Drive to Jökulsárlón Glacier Lagoon from Reykjavik
The first of these is to rent a car, and drive on to Iceland’s famous ring road and truck along until you see the signs for Jökulsárlón glacier lagoon.
Now Iceland isn’t the cheapest country to travel in, but one of the ways that you can reduce your travel spend is to travel independently. Hiring a car and driving to Jökulsárlón is going to be the most cost-effective and flexible ways you can do the trip.
The lagoon is a few steps away from the Ring Road, and there’s plenty of parking.
Beware that its a 5 hour drive from Reykjavik to Jökulsárlón.
This is perfectly doable during the long days of summer, but I wouldn’t recommend it during the winter months when days are short and conditions can be difficult.
If you are visiting in the winter, I’d instead recommend taking the trip over two days and staying somewhere nearer to the lagoon.
Either way, you can (and should) combine the lagoon with trips to some of the South Coast’s other famous sites such as Reynisfjara and Skogafoss waterfall.
Take a Jökulsárlón Glacier Lagoon Full-day Tour from Reykjavik
Your second option is to hop on a tour.
As I mentioned before, it is a long trip from Reykjavik – full-day tours from Jökulsárlón from Reykjavik take around 14 hours.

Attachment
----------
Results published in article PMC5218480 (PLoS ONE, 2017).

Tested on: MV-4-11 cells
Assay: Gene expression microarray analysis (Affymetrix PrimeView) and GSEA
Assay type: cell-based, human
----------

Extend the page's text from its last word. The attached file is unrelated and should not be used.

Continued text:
Most tours include stops at Reynisfjara, Vik, Seljalandsfoss and give you the option of taking a boat ride on the lagoon itself (season dependent).
Is it worth the long travel time? Yes, certainly. However, it is a long distance, so if you are taking a tour, be sure to check that it also stops at a few destinations along the way.
Not only will this break up the journey but it will give you the opportunity to see more than just the inside of your coach.
Where to Stay to Visit Jökulsárlón
Hofn is one of are your best options for places to stay near Jokulsarlon. There are plenty of places to stay. Hali Country Hotel is a relatively reasonable mid-range hotel that is within an hour’s drive of the lagoon.
Otherwise, if you want to really splash out and don’t mind a relatively long drive (about 3.5 hours each way), Hotel Ranga is my favourite hotel in Iceland thanks to a combination of an incredible observatory, high-end rooms, and an amazing restaurant.
What to Pack for a trip to the South Coast of Iceland
I’m not going to give you a full packing list for your trip, but here are a few practical pieces that you should remember on any trip to the south of Iceland.
- Lonely Planet travel guide – it’s a great introduction to the country and has great suggestions for driving around the ring road.
- A warm, windproof and preferably waterproof jacket. I’m a big lover of my Berghaus softshell, but it’s only water resistant, so you might want to find something a little more robust.
- Hiking boots. If you visit in winter you will want to wear grippy shoes as it can be slippery. Even in the summer, boots are a practical choice for hiking up the paths surrounding the lagoon.
- A good camera. I use the mirrorless Sony A6500 (which I absolutely love). It’s lightweight, easy to handle, produces great pictures and you can choose from an ever-increasing number of lenses.
- Hat, gloves and scarf. In fact, pretty much everything that will help keep you warm – particularly if you are going to try and see the Northern Lights at the lagoon or plan to stay there a while.
Jökulsárlón Glacier Lagoon Map